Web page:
Well rivals has stated that the chances of DD playing in Ann Arbor this Fall are remote due to academics. I believe they put the odds at slightly better than 0.
from scout about as much as I trust M-Live
And recruiting have its place in our world(s). I feel we waste enough time, money and energy rating four stars and two stars. I see no benefit in guesstimating his enrollment status and GPA etc. Demar Dorsey will get here when he gets here, if he is our end all and be all equation to success then we are all in trouble
He is arguable the best player we picked up in this class (ESPN #12 player overall) and at a position of extreme need. I’m not a proponent of the MGoBlog freakout slash meltdown combination but this is worth discussing.
Thank you for preaching to me that we should not be discussing the possibility of a potential Michigan football player being on campus on a Michigan Football board. You have opened my eyes...
I believe the NCAA only determines your GPA based on something called "core courses" which I have come to understand as academic basics like math, english, language, etc. So that A in gym class or music class won't count.
I really want this kid to get here and shut up all the critics, both for his sake and Michigan's.
Anyone know Cullen Christian's academic stats? I'm looking forward to his potential immediate impact more than Dorsey's.
Cullen Christian is the one freshman they cannot afford to have anything less than a big contribution from. I can't remember reading a single thing about him having issues qualifying, so hopefully he'll show up day one ready to work.
I have to wonder why this is the case. Cullen Christian is a good player and one that I hope works out well for us. However, Demar Dorsey is the highest rated recruit signed by any big ten team this year according to ESPN. He has the athletic ability and attitude to be a stud. In my opinion, Cullen Christian's play will only be that important if DD does not make it in. If DD comes and is as advertised than CC's play wont matter as much.
but do we have any understanding of his likelihood of being able to transfer here after a semester or two in Kansas?
My understanding is that JUCO credits rarely (if ever) transfer to U of M. I (illogically) fully expect him to be dressed in the maize and blue this year, but if the Angry Michigan Secondary Hating God decides to flex his muscle I hope Demar can join us after Kansas.
Made it here after a stint in JUCO. Didn't work out after that, but if the Fuck Lion can get past admissions, so can Demar.
which is distinctly different than JUCO. There's only been two JUCO kids in the last dozen or so years to come to UM: Austin Panter and Russell Shaw back in 1997. JUCO kids just don't seem to work their way into UM.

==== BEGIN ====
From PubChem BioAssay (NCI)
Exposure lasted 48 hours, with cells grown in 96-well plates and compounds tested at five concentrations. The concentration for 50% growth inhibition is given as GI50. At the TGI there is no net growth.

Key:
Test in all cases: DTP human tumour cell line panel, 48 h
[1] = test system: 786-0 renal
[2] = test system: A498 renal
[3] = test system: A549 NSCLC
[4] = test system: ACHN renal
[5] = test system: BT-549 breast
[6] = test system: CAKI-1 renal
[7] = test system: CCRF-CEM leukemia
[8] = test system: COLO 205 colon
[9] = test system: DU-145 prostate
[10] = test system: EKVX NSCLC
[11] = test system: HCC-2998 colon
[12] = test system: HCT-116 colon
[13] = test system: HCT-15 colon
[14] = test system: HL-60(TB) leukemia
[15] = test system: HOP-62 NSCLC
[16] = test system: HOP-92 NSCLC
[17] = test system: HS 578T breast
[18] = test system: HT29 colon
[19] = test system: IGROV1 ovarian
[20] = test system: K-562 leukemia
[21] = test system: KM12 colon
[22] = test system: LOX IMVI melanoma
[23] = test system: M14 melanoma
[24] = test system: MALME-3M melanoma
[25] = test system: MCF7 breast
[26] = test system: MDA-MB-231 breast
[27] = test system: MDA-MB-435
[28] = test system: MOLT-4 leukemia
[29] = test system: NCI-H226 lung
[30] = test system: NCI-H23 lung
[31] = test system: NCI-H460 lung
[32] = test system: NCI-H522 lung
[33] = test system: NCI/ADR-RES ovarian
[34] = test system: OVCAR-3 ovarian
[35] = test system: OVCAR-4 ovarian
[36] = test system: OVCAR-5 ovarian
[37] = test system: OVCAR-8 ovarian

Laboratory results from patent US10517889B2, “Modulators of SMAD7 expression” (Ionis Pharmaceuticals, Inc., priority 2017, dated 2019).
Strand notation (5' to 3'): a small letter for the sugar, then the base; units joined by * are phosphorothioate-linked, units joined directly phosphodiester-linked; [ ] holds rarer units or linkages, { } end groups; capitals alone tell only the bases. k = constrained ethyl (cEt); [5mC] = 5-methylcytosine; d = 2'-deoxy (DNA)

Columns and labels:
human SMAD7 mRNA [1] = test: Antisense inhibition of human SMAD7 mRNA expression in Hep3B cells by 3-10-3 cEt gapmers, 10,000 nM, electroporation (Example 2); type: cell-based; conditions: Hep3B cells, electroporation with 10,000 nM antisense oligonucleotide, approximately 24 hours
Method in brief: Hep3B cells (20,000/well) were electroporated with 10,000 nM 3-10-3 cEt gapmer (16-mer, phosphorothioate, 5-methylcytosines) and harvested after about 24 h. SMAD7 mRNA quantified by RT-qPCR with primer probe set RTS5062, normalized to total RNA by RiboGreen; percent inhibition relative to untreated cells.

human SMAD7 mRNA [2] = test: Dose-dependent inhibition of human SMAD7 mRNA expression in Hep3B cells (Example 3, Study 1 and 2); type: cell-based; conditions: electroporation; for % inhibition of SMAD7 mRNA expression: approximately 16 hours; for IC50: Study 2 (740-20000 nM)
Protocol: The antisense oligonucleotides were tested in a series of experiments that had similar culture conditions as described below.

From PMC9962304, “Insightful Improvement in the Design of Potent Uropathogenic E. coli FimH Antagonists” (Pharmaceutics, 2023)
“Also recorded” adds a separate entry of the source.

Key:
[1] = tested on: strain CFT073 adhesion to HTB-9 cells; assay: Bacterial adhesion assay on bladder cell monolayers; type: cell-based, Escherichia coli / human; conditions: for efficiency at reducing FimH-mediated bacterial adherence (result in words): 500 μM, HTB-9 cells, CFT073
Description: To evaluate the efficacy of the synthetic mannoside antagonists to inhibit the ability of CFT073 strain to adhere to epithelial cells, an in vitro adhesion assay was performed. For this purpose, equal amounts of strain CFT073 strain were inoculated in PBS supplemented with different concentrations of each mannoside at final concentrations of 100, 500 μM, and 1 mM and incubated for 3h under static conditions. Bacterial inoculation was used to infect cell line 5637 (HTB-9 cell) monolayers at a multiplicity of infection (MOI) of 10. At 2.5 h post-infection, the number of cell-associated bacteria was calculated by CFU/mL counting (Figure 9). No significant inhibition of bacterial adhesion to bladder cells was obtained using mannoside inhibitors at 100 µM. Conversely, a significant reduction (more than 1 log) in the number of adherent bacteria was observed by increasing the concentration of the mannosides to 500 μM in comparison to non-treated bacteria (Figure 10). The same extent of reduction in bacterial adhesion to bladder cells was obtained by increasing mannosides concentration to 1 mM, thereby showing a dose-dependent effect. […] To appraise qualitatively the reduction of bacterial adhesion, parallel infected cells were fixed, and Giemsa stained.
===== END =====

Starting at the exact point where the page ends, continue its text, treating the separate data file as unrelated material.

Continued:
Slocum and Chris Perry both went to prep schools. For reasons I can't explain, this gives you a better shot at getting into Michigan.
and this is certainly where I stray from my comfort zone is it has to do with the transferring of classes. Coming out of prep school is just like coming out of high school so your eligibility is measured by that standard. Transferring from JUCO is treated different since your are coming in not as a Freshman. To maintain your eligibility in school you have to be "making progress towards a degree" or some language like that. This is to insure that kids are actually taking real classes and nearly a full load. I believe there is some scale relative to you're a sophmore, junior or whatever. If a two year JUCO kid transfers into UM he is supposed to academically be a Junior. But if none of his classes transfer because of UM standards, then he may not be "making progress towards a degree" since he will essentially have the credits of a Freshman.
Like I said this is just my simple understanding and could be off on this so anyone feel free to jump in.
edit: Looking to the always trustworthy Wiki. This is what I believe trips up JUCO players coming to UM
The 'Progress Toward Degree' rule, commonly referred to as the 40-60-80 rule in Division I athletics, is a piece of National Collegiate Athletic Association (NCAA) legislation designed to increase retention and graduation rates of Division I student-athletes. The legislation, that took effect for first time freshmen in 2003, states that by the beginning of the student-athlete’s third year of college enrollment, they must have completed 40% of the classes required toward a specific degree. This rate of progress toward a specific degree must continue so that by the beginning of the student-athlete’s fourth year, they must have completed 60% and by the beginning of their fifth year, they must have completed 80% of their required coursework toward a specific degree. This legislation, part of many academically oriented rules the NCAA has put into place over the past 20 years, was written in response to several calls for reform of "big time" college athletics including, most notably, the Knight Commission.
I guess the NCAA wouldn’t have liked my 8 year plan.
Thanks for the correction.
Do you know if Russell Shaw was a kid that originally committed to M and had to get his grades up? Not that one case from 1997 would shed much light on the Dorsey situation.
Panter, as far as I know, was only recruited by M after his stint in JUCO (my impression was that he was a JUCO kid less because of academics than because of football.)
but my understanding of Panter was that he was fully qualified out of high school but played 8 man football in high school, or some variation like that.
Deep from the archives of MGoBlog
Michigan commitment #17 is an unusual one: JUCO linebacker Austin Panter. Michigan hasn't taken a JUCO since the days of Russell Shaw in 1997. The reason usually cited is that it's hard to get dodgy JUCO grades to transfer, but Panter maintains a 3.8 GPA at Butler County CC and originally decided on junior college not because of academic concerns but in an effort to get more exposure. His Iowa high school was tiny, playing eight-on-eight, and he had little opportunity to earn a scholarship at a major school thre.
He may have to come to Michigan as a Freshman still, but so what? He'd still get his full eligibility.